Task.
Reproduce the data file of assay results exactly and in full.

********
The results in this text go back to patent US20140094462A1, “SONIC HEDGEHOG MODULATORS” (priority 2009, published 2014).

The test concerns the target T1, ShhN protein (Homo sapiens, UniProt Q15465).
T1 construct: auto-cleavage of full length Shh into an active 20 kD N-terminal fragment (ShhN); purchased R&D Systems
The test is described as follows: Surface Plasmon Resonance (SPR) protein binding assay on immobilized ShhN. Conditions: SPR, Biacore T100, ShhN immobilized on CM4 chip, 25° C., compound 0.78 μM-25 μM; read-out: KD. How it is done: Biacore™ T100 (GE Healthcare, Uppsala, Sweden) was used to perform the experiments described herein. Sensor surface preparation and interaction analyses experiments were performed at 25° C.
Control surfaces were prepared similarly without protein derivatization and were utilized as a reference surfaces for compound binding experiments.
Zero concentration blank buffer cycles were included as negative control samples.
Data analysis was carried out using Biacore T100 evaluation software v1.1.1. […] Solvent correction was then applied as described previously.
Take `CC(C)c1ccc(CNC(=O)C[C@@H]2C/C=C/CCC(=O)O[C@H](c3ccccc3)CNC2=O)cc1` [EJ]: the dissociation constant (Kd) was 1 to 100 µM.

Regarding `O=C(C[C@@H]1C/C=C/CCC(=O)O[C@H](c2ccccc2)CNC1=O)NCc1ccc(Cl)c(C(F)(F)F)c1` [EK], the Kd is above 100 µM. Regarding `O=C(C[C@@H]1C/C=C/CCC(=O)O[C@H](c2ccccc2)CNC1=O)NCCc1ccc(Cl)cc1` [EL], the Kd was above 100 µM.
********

The results in this text go back to patent US20140094462A1, “SONIC HEDGEHOG MODULATORS” (priority 2009, published 2014).

The test concerns the target T1, ShhN protein (Homo sapiens, UniProt Q15465).
T1 construct: auto-cleavage of full length Shh into an active 20 kD N-terminal fragment (ShhN); purchased R&D Systems
The test is described as follows: Surface Plasmon Resonance (SPR) protein binding assay on immobilized ShhN. Conditions: SPR, Biacore T100, ShhN immobilized on CM4 chip, 25° C., compound 0.78 μM-25 μM; read-out: KD. How it is done: Biacore™ T100 (GE Healthcare, Uppsala, Sweden) was used to perform the experiments described herein. Sensor surface preparation and interaction analyses experiments were performed at 25° C.
Control surfaces were prepared similarly without protein derivatization and were utilized as a reference surfaces for compound binding experiments.
Zero concentration blank buffer cycles were included as negative control samples.
Data analysis was carried out using Biacore T100 evaluation software v1.1.1. […] Solvent correction was then applied as described previously.
Take `CC(C)c1ccc(CNC(=O)C[C@@H]2C/C=C/CCC(=O)O[C@H](c3ccccc3)CNC2=O)cc1` [EJ]: the dissociation constant (Kd) was 1 to 100 µM.

Regarding `O=C(C[C@@H]1C/C=C/CCC(=O)O[C@H](c2ccccc2)CNC1=O)NCc1ccc(Cl)c(C(F)(F)F)c1` [EK], the Kd is above 100 µM. Regarding `O=C(C[C@@H]1C/C=C/CCC(=O)O[C@H](c2ccccc2)CNC1=O)NCCc1ccc(Cl)cc1` [EL], the Kd was above 100 µM.